Property-Liability Insurance Pricing Models: An Empirical Evaluation

Authors: Stephen P. D’Arcy (sdarcy@fullerton.edu) and James R. Garven (James_Garven@baylor.edu)

Journal of Risk and Insurance, Vol. 57, No. 3, September 1990, pp. 391-430 (reprinted in Volume 1 of the 1990 Discussion Paper Program of the Casualty Actuarial Society and as Chapter 8 in Managing the Insolvency Risk of Insurance Companies, Richard Derrig and J. D. Cummins, editors (Norwell, MA: Kluwer Academic Publishers, 1991), pp. 209-247).

Keywords: ratemaking, Black-Scholes, option pricing, financial pricing models.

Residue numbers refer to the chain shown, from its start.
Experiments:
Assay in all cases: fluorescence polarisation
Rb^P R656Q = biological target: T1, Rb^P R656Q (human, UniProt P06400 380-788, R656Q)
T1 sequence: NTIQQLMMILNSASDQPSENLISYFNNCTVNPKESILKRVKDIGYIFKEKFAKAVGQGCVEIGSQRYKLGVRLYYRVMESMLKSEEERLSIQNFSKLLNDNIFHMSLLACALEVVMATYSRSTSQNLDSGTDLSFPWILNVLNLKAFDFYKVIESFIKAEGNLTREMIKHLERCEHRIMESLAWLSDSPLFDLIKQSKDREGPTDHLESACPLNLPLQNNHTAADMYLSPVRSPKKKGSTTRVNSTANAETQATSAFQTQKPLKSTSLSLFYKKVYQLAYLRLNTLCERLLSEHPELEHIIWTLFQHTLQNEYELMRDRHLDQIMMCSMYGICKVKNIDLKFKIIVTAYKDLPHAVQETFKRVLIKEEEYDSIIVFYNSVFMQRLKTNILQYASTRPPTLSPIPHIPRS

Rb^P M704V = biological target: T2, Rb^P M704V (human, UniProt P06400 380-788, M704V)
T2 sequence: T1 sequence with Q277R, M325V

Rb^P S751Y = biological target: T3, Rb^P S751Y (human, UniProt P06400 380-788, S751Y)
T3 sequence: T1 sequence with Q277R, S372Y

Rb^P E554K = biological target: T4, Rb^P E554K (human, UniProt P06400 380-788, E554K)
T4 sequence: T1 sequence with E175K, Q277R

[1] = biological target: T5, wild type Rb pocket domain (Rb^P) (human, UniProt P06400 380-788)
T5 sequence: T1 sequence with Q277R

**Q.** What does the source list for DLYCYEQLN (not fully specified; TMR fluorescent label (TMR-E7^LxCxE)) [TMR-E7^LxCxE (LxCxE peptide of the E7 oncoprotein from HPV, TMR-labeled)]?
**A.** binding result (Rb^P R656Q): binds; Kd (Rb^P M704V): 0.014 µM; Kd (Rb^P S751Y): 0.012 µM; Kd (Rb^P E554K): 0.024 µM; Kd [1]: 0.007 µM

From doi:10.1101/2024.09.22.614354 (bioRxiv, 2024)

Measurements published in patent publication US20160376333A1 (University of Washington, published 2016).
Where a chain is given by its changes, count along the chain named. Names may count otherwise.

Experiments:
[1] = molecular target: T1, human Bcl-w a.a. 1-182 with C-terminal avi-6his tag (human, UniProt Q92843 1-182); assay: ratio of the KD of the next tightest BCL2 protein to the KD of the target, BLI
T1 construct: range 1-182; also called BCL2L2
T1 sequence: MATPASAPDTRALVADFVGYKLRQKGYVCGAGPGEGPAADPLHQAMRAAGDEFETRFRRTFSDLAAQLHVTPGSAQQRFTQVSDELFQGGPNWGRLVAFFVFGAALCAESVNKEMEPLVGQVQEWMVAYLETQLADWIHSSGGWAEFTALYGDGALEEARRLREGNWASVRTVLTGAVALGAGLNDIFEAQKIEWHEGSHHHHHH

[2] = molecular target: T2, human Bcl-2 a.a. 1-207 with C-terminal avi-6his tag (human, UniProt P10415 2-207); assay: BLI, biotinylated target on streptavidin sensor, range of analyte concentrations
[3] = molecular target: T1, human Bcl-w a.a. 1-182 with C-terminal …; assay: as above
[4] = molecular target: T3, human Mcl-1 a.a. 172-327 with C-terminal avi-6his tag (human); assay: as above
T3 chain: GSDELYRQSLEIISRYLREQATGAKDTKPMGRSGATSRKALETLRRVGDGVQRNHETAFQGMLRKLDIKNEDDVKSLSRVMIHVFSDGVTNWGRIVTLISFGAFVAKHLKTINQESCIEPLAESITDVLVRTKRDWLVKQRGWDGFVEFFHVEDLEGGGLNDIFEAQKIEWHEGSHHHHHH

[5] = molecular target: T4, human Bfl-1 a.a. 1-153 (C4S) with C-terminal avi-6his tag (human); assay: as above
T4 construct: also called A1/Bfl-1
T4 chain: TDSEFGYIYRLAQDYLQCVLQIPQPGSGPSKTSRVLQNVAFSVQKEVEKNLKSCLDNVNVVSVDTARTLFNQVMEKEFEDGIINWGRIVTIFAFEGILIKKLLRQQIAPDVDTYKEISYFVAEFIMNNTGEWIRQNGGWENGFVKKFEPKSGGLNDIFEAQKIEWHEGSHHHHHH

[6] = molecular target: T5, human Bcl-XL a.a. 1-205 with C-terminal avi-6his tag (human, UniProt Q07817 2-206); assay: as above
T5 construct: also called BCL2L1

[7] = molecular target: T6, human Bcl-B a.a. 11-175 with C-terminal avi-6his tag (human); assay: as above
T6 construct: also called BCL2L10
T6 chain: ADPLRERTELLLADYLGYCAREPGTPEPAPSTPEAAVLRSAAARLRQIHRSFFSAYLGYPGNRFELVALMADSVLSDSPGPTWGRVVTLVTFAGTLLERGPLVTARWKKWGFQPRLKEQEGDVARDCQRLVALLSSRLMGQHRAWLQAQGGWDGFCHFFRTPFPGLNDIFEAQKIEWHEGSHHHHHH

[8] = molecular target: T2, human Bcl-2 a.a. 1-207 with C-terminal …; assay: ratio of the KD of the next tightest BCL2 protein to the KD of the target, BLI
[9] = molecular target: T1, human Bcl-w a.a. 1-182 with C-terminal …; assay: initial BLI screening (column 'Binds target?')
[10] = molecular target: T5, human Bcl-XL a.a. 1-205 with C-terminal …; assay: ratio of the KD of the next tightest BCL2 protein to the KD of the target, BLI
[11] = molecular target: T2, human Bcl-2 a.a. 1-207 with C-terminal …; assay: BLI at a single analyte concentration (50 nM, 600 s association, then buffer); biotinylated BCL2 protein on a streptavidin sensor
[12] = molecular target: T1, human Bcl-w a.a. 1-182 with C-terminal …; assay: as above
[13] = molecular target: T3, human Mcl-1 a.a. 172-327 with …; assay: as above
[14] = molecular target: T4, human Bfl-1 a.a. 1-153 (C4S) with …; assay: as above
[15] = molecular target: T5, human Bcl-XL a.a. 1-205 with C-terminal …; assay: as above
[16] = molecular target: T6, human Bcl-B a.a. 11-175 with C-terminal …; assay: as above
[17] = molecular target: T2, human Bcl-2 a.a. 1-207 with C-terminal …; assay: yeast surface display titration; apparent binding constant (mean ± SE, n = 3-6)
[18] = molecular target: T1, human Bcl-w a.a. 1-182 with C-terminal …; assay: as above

ABSTRACT.  Over the past two decades, several pricing models that integrate underwriting and investment performance have been proposed or used to determine property-liability insurance rates. In general, these models have been tested separately and only over a relatively limited time horizon. In this article, the major property-liability insurance pricing models (based upon option theory, CAPM, Adjusted Net Present Value, Internal Rate of Return, Total Rate of Return) are evaluated over the 60-year period from 1926 through 1985 and the results of the various models are compared in terms of the ability to predict actual underwriting profit margins. Differences between model predictions and realized underwriting profit margin series are examined over the entire period as well as various subperiods in order to demonstrate how individual models perform under different conditions. The goal of this research is to assist actuaries and researchers in the application of pricing models and interpretation of results.

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